That’s a no-judgment call that should be subject to video review, as should be delay of game for shooting the puck into the stands inside the defensive zone and a double-minor for drawing blood.
These aren’t calls open to interpretation, such as goaltender interference. These are he-did-or-he-didn’t issues that could be resolved almost instantaneously and without intruding on the game’s flow. That’s assuming there is a flow, which is a leap of faith in many rinks.
- Yes, it’s true, many general managers had no idea how the NHL playoff format would work prior to their league meeting a couple of weeks ago. When they learned the structure, many were aghast.
Expect the GMs to push for a change over the summer, but the format is part of the three-year realignment agreement the NHL has with the NHLPA, and it was the union that insisted on the wild-card/crossover as a means to achieve some sort of math-based equality between seven- and eight-team divisions.
“If that’s what the players wanted, there couldn’t have been any players involved in the decision,” one prominent player said this week.
more topics including Laviolette/Islanders talk...
It’s that time of year where curling up next to the fire, or even just with a nice warm blanket, is a great way to end a hectic day. What would be better than a great seasonal book – and by season hockey season would be preferred.
Kicking off the book reviews I am going to start with a copy of Greg Oliver and Richard Kamachen’s Don’t Call Me Goon: Hockey’s Greatest Enforcers, Gunslingers, and Bad Boys.
Early in the first period this afternoon against Dallas.
01:15 Philadelphia Zac Rinaldo: 5 minutes, fighting
01:15 Philadelphia Zac Rinaldo: 2 minutes, instigator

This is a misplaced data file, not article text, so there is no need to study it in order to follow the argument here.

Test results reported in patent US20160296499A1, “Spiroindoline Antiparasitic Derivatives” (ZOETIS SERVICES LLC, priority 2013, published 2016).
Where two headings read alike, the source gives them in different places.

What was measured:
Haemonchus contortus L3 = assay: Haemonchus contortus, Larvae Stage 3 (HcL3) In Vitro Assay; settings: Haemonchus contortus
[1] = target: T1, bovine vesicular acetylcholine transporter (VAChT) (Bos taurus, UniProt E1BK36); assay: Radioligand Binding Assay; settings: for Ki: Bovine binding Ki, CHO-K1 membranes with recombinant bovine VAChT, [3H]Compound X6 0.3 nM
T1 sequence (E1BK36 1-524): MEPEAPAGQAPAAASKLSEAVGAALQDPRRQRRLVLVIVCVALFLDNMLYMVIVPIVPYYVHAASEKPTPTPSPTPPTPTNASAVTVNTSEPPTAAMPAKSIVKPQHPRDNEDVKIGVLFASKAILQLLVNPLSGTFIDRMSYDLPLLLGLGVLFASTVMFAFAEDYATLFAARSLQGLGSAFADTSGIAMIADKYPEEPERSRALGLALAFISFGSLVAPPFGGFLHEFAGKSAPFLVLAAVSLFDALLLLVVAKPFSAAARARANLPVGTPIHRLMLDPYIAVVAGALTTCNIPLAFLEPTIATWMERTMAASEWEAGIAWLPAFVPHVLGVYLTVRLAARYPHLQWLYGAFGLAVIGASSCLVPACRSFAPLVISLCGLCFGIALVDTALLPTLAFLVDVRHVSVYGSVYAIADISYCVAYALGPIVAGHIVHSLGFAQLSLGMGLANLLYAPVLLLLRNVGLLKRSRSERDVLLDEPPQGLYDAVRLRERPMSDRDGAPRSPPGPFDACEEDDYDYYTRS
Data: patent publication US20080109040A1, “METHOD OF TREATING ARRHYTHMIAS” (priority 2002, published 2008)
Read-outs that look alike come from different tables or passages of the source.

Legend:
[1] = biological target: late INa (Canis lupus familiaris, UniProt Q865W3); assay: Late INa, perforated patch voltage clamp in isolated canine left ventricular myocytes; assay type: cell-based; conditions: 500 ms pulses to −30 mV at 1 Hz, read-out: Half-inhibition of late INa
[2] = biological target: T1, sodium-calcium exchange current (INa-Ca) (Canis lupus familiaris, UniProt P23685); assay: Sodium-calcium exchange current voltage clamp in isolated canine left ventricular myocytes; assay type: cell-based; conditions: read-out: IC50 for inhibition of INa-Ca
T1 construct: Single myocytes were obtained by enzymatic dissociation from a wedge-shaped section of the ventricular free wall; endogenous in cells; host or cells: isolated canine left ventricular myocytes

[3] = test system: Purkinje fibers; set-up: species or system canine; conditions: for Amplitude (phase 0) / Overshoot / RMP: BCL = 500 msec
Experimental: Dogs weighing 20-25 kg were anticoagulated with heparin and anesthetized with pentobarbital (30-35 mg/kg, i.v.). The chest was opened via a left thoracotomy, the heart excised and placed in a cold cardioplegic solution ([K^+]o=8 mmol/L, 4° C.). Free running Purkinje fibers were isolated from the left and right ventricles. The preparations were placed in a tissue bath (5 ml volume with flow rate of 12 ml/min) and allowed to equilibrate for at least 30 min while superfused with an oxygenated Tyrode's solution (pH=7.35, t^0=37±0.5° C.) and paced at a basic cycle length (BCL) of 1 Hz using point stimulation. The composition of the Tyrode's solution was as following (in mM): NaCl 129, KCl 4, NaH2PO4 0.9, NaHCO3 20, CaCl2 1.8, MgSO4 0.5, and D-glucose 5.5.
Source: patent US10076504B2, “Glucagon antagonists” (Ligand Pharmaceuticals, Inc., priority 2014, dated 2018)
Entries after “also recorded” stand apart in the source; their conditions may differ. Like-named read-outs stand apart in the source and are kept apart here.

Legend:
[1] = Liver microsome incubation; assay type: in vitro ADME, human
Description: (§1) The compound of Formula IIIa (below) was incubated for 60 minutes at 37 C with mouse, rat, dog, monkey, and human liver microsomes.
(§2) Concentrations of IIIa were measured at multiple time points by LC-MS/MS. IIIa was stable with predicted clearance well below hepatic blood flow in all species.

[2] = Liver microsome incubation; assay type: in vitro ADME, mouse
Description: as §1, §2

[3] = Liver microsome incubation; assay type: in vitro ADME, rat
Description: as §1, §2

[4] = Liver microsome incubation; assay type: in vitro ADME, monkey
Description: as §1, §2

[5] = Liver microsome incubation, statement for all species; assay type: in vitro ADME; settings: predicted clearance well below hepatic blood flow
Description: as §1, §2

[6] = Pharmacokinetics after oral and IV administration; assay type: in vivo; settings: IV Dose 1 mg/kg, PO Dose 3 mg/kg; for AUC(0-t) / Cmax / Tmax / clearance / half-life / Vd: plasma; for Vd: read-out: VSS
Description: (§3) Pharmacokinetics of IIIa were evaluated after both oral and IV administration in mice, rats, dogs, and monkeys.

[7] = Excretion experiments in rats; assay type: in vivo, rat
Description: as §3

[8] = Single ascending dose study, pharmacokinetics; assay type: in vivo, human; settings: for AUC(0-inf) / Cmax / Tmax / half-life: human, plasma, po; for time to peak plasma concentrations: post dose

01:15 Philadelphia Zac Rinaldo: 10 minutes, game misconduct
01:15 Philadelphia Zac Rinaldo: 10 minutes, misconduct
from Neil Greenberg of Capitals Insider,
Montreal blueliner P.K. Subban won the Norris Trophy as the National Hockey League’s best defenseman last year playing mostly with Josh Gorges and Francis Bouillon. However, that hasn’t stopped everyone from debating whether or not he should be on Team Canada for the Olympic Winter Games in Sochi. What shouldn’t be debated is that he and new defensive partner Andrei Markov now form the league’s best defensive pairing.
Subban and Markov only shared 73 minutes of ice time during even strength last year, but they made the most of it, helping Montreal outscore opponents 6-1. This season they have shared almost 400 minutes and each skate more than four minutes per game on the power play. In addition, ignoring special teams and lead-protecting situations, the Habs see more than 54 percent of shots in their favor. When they are on the bench those same linemates drop down to 48 percent. And it should be noted these aren’t soft minutes, as Subban and Markov are often matched against the opposition’s top scoring line.
About Kukla's Korner Hockey
Paul Kukla founded Kukla’s Korner in 2005 and the site has since become the must-read site on the ‘net for all the latest happenings around the NHL.
From breaking news to in-depth stories around the league, KK Hockey is updated with fresh stories all day long and will bring you the latest news as quickly as possible.